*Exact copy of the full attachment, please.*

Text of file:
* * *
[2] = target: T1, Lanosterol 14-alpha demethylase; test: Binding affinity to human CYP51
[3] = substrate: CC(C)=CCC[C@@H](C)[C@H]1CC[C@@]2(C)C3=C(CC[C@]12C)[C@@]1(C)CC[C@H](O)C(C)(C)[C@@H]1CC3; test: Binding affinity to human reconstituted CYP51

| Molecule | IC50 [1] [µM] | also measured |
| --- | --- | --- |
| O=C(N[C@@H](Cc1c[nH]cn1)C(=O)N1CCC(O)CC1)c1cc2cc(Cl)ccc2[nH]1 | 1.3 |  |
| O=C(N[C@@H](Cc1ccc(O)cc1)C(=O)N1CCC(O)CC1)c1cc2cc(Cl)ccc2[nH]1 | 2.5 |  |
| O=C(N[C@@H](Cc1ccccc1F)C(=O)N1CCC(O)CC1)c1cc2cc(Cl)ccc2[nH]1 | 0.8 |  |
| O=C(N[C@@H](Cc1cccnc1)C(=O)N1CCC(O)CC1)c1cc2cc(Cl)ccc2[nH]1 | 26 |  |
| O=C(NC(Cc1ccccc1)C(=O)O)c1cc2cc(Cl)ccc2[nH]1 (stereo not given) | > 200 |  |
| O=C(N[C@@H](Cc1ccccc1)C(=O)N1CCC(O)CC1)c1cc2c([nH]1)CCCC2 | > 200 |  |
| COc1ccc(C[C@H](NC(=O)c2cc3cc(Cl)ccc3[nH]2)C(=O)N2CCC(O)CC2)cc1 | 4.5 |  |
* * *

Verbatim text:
[2] = target: T1, Lanosterol 14-alpha demethylase; test: Binding affinity to human CYP51
[3] = substrate: CC(C)=CCC[C@@H](C)[C@H]1CC[C@@]2(C)C3=C(CC[C@]12C)[C@@]1(C)CC[C@H](O)C(C)(C)[C@@H]1CC3; test: Binding affinity to human reconstituted CYP51

| Molecule | IC50 [1] [µM] | also measured |
| --- | --- | --- |
| O=C(N[C@@H](Cc1c[nH]cn1)C(=O)N1CCC(O)CC1)c1cc2cc(Cl)ccc2[nH]1 | 1.3 |  |
| O=C(N[C@@H](Cc1ccc(O)cc1)C(=O)N1CCC(O)CC1)c1cc2cc(Cl)ccc2[nH]1 | 2.5 |  |
| O=C(N[C@@H](Cc1ccccc1F)C(=O)N1CCC(O)CC1)c1cc2cc(Cl)ccc2[nH]1 | 0.8 |  |
| O=C(N[C@@H](Cc1cccnc1)C(=O)N1CCC(O)CC1)c1cc2cc(Cl)ccc2[nH]1 | 26 |  |
| O=C(NC(Cc1ccccc1)C(=O)O)c1cc2cc(Cl)ccc2[nH]1 (stereo not given) | > 200 |  |
| O=C(N[C@@H](Cc1ccccc1)C(=O)N1CCC(O)CC1)c1cc2c([nH]1)CCCC2 | > 200 |  |
| COc1ccc(C[C@H](NC(=O)c2cc3cc(Cl)ccc3[nH]2)C(=O)N2CCC(O)CC2)cc1 | 4.5 |  |